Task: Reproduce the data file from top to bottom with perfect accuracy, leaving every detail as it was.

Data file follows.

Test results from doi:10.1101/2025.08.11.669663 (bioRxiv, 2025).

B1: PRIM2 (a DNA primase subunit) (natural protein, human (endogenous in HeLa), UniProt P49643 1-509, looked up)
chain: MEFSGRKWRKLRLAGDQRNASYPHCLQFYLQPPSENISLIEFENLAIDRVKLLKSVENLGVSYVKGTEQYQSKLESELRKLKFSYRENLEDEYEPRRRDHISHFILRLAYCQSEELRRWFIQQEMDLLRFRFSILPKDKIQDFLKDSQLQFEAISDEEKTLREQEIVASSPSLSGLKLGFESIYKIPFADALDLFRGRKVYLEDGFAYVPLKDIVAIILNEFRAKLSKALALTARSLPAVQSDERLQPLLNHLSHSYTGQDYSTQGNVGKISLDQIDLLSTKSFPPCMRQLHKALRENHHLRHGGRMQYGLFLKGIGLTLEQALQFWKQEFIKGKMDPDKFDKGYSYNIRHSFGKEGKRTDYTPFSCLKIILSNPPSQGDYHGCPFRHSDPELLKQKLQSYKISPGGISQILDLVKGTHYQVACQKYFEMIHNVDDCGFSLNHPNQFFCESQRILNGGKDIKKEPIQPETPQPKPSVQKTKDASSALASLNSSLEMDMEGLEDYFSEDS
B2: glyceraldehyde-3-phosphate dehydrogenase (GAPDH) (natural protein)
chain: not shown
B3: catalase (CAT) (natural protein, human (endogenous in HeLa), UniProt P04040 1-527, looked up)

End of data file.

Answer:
Test results from doi:10.1101/2025.08.11.669663 (bioRxiv, 2025).

B1: PRIM2 (a DNA primase subunit) (natural protein, human (endogenous in HeLa), UniProt P49643 1-509, looked up)
chain: MEFSGRKWRKLRLAGDQRNASYPHCLQFYLQPPSENISLIEFENLAIDRVKLLKSVENLGVSYVKGTEQYQSKLESELRKLKFSYRENLEDEYEPRRRDHISHFILRLAYCQSEELRRWFIQQEMDLLRFRFSILPKDKIQDFLKDSQLQFEAISDEEKTLREQEIVASSPSLSGLKLGFESIYKIPFADALDLFRGRKVYLEDGFAYVPLKDIVAIILNEFRAKLSKALALTARSLPAVQSDERLQPLLNHLSHSYTGQDYSTQGNVGKISLDQIDLLSTKSFPPCMRQLHKALRENHHLRHGGRMQYGLFLKGIGLTLEQALQFWKQEFIKGKMDPDKFDKGYSYNIRHSFGKEGKRTDYTPFSCLKIILSNPPSQGDYHGCPFRHSDPELLKQKLQSYKISPGGISQILDLVKGTHYQVACQKYFEMIHNVDDCGFSLNHPNQFFCESQRILNGGKDIKKEPIQPETPQPKPSVQKTKDASSALASLNSSLEMDMEGLEDYFSEDS
B2: glyceraldehyde-3-phosphate dehydrogenase (GAPDH) (natural protein)
chain: not shown
B3: catalase (CAT) (natural protein, human (endogenous in HeLa), UniProt P04040 1-527, looked up)